Saturday, January 24, 2009

On Colophons

After the end of a book—beyond the bibliography, index, and other afterwordage—you might find a note about the book’s production. It will probably tell you the name of the typeface used in the book; it may even go on to extol the typeface’s qualities and pedigree.

For example, from the hardcover version of Thomas Hine’s Populuxe, “A Note on the Type” informs us that the book’s choice of typeface, Primer, “makes general reference to Century—long a serviceable type, totally lacking in manner or frills of any kind—but brilliantly corrects its characterless quality.”

Or, from the paperback of Joseph Ellis’ Founding Brothers, we not only learn that its typeface is Adobe Garamond but also that the typeface’s namesake, Claude Garamond, “gave to his letters a certain elegance and feeling of movement that won their creator an immediate reputation and the patronage of Francis I of France.”

Once you’re up to speed on a book’s typeface, there may be more to know: “The paper, which is Glatfelter Laid, from the Spring Grove Mill, is of archival quality and acid-free.” (Robert Bringhurst’s The Elements of Typographic Style, version 2.5, paperback)

Most books, especially paperbacks, do not have such notes. However, in the technology field, books from the publisher O’Reilly often have an extended “colophon.” For example, the colophon in Sal Mangano’s XSLT Cookbook details the software and fonts used to produce different parts of the book, profiles the red mullet fish that adorn the cover, and credits the person who wrote the colophon!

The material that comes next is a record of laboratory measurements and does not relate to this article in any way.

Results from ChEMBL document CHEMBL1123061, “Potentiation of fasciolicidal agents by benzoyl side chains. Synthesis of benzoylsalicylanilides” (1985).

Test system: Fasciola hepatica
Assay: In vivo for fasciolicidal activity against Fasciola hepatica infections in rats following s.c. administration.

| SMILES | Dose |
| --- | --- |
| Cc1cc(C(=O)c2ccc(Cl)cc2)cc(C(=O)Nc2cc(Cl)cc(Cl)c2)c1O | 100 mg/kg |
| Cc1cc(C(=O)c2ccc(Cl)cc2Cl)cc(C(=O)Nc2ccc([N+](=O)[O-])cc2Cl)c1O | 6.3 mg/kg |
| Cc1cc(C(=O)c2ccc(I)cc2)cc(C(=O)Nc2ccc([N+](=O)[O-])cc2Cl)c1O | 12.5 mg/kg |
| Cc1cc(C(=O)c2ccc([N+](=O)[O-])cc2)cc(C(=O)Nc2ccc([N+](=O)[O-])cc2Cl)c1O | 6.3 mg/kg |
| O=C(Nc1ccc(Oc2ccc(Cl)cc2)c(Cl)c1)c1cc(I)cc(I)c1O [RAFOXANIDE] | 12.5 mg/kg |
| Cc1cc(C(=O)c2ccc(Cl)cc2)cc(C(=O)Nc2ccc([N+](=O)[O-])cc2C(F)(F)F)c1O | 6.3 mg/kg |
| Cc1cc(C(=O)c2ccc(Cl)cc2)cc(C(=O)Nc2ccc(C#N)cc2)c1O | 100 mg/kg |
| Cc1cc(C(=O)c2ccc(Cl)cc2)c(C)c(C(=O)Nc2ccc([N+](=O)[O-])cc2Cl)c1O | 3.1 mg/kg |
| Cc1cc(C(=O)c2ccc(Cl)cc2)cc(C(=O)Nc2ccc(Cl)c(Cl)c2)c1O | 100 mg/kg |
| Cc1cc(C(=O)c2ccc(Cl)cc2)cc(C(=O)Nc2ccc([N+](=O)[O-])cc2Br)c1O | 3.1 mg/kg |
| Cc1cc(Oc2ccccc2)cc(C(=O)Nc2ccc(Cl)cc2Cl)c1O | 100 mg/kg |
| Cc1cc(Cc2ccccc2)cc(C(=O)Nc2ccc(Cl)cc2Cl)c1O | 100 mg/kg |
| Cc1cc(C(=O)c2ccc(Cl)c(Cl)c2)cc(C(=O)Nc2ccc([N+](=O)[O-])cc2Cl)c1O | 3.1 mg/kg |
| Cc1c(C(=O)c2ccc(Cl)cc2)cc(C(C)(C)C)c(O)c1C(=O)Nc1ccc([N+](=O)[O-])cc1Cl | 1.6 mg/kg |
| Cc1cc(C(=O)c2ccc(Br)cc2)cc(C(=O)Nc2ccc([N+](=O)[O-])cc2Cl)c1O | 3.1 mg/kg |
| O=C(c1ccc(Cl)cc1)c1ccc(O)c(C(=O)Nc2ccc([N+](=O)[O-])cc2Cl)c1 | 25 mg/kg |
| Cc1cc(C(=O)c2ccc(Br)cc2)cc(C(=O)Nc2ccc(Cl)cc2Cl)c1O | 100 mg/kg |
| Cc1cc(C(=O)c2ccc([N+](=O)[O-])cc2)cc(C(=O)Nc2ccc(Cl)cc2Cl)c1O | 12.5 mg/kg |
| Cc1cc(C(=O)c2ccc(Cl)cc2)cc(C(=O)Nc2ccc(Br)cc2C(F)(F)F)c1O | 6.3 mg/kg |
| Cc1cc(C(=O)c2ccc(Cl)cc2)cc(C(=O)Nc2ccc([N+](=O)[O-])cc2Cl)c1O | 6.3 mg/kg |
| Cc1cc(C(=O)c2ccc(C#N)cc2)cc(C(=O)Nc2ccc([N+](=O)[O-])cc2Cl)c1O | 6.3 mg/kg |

Another O’Reilly book, Scott Berkun’s The Myths of Innovation, has a colophon with the final word on colophons:

Page numbers were hand-carved, based on a Dutch interpretation of a sketch of reproductions of a famous 13th-century Chinese monograph series....[The ink is] stored in the finest French hardwood kegs, which are wrapped in a layer of Egyptian velvet and left to age for centuries while a secret tribe of the world’s finest chorally trained children bless them with chants of salvation for all those who read words in colophons written in this ink....

Before you go, know that I, anonymous colophon writer, have spared the human race from certain extinction dozens of times through use of my varied colophonic powers. Out of respect you should always read colophons—you never know what you might find.

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